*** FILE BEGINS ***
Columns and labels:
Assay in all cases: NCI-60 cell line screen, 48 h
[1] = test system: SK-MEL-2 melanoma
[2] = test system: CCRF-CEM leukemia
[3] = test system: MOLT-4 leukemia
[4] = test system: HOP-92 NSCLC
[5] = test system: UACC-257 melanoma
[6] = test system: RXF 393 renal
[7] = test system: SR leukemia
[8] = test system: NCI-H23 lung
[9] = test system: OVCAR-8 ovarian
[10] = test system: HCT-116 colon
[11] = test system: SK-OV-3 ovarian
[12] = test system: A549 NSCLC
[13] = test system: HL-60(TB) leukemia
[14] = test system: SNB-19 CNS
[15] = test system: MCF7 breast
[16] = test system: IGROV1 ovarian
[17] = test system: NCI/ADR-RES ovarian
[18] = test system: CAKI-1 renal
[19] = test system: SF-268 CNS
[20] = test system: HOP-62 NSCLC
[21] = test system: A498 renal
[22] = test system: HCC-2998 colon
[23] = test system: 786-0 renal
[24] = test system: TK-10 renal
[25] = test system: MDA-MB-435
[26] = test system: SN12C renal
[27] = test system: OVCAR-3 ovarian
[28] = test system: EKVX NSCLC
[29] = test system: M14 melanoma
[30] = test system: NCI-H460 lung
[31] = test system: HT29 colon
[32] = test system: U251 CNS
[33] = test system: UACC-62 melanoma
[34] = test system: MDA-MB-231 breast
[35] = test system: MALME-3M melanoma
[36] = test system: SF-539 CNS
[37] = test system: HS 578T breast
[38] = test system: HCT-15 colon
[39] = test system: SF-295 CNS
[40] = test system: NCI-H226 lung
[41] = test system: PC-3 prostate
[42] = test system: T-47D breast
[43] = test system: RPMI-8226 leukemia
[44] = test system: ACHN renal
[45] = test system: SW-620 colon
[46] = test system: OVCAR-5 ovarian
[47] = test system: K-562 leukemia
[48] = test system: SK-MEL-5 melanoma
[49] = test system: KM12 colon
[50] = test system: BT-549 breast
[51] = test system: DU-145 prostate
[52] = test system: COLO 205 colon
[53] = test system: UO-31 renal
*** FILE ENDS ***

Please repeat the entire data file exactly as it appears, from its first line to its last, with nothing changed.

Columns and labels:
Assay in all cases: NCI-60 cell line screen, 48 h
[1] = test system: SK-MEL-2 melanoma
[2] = test system: CCRF-CEM leukemia
[3] = test system: MOLT-4 leukemia
[4] = test system: HOP-92 NSCLC
[5] = test system: UACC-257 melanoma
[6] = test system: RXF 393 renal
[7] = test system: SR leukemia
[8] = test system: NCI-H23 lung
[9] = test system: OVCAR-8 ovarian
[10] = test system: HCT-116 colon
[11] = test system: SK-OV-3 ovarian
[12] = test system: A549 NSCLC
[13] = test system: HL-60(TB) leukemia
[14] = test system: SNB-19 CNS
[15] = test system: MCF7 breast
[16] = test system: IGROV1 ovarian
[17] = test system: NCI/ADR-RES ovarian
[18] = test system: CAKI-1 renal
[19] = test system: SF-268 CNS
[20] = test system: HOP-62 NSCLC
[21] = test system: A498 renal
[22] = test system: HCC-2998 colon
[23] = test system: 786-0 renal
[24] = test system: TK-10 renal
[25] = test system: MDA-MB-435
[26] = test system: SN12C renal
[27] = test system: OVCAR-3 ovarian
[28] = test system: EKVX NSCLC
[29] = test system: M14 melanoma
[30] = test system: NCI-H460 lung
[31] = test system: HT29 colon
[32] = test system: U251 CNS
[33] = test system: UACC-62 melanoma
[34] = test system: MDA-MB-231 breast
[35] = test system: MALME-3M melanoma
[36] = test system: SF-539 CNS
[37] = test system: HS 578T breast
[38] = test system: HCT-15 colon
[39] = test system: SF-295 CNS
[40] = test system: NCI-H226 lung
[41] = test system: PC-3 prostate
[42] = test system: T-47D breast
[43] = test system: RPMI-8226 leukemia
[44] = test system: ACHN renal
[45] = test system: SW-620 colon
[46] = test system: OVCAR-5 ovarian
[47] = test system: K-562 leukemia
[48] = test system: SK-MEL-5 melanoma
[49] = test system: KM12 colon
[50] = test system: BT-549 breast
[51] = test system: DU-145 prostate
[52] = test system: COLO 205 colon
[53] = test system: UO-31 renal